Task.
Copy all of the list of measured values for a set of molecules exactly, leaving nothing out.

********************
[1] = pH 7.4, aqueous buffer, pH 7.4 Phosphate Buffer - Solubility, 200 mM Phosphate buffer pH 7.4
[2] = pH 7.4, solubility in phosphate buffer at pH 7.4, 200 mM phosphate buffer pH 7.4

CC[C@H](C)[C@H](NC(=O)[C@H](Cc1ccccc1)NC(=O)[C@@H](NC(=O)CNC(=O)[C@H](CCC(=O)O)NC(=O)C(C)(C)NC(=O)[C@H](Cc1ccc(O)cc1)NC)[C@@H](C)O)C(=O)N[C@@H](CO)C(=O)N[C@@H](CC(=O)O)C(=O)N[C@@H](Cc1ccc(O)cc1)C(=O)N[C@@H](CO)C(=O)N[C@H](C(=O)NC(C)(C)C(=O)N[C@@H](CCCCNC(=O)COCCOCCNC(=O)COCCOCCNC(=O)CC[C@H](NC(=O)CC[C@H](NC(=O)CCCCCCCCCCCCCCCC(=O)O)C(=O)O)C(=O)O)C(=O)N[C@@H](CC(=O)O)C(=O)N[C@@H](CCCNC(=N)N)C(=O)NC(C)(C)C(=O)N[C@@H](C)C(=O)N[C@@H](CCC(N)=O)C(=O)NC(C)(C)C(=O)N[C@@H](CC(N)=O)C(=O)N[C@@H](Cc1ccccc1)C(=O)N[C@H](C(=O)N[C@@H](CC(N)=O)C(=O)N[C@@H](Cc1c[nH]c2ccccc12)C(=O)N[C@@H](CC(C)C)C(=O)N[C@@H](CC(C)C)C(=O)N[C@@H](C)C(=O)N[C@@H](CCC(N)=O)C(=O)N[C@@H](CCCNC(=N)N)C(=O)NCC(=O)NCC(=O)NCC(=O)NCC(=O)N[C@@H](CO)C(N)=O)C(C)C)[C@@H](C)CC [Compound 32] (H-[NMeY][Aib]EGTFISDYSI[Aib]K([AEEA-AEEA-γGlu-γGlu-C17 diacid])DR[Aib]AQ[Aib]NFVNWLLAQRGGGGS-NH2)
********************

[1] = pH 7.4, aqueous buffer, pH 7.4 Phosphate Buffer - Solubility, 200 mM Phosphate buffer pH 7.4
[2] = pH 7.4, solubility in phosphate buffer at pH 7.4, 200 mM phosphate buffer pH 7.4

CC[C@H](C)[C@H](NC(=O)[C@H](Cc1ccccc1)NC(=O)[C@@H](NC(=O)CNC(=O)[C@H](CCC(=O)O)NC(=O)C(C)(C)NC(=O)[C@H](Cc1ccc(O)cc1)NC)[C@@H](C)O)C(=O)N[C@@H](CO)C(=O)N[C@@H](CC(=O)O)C(=O)N[C@@H](Cc1ccc(O)cc1)C(=O)N[C@@H](CO)C(=O)N[C@H](C(=O)NC(C)(C)C(=O)N[C@@H](CCCCNC(=O)COCCOCCNC(=O)COCCOCCNC(=O)CC[C@H](NC(=O)CC[C@H](NC(=O)CCCCCCCCCCCCCCCC(=O)O)C(=O)O)C(=O)O)C(=O)N[C@@H](CC(=O)O)C(=O)N[C@@H](CCCNC(=N)N)C(=O)NC(C)(C)C(=O)N[C@@H](C)C(=O)N[C@@H](CCC(N)=O)C(=O)NC(C)(C)C(=O)N[C@@H](CC(N)=O)C(=O)N[C@@H](Cc1ccccc1)C(=O)N[C@H](C(=O)N[C@@H](CC(N)=O)C(=O)N[C@@H](Cc1c[nH]c2ccccc12)C(=O)N[C@@H](CC(C)C)C(=O)N[C@@H](CC(C)C)C(=O)N[C@@H](C)C(=O)N[C@@H](CCC(N)=O)C(=O)N[C@@H](CCCNC(=N)N)C(=O)NCC(=O)NCC(=O)NCC(=O)NCC(=O)N[C@@H](CO)C(N)=O)C(C)C)[C@@H](C)CC [Compound 32] (H-[NMeY][Aib]EGTFISDYSI[Aib]K([AEEA-AEEA-γGlu-γGlu-C17 diacid])DR[Aib]AQ[Aib]NFVNWLLAQRGGGGS-NH2)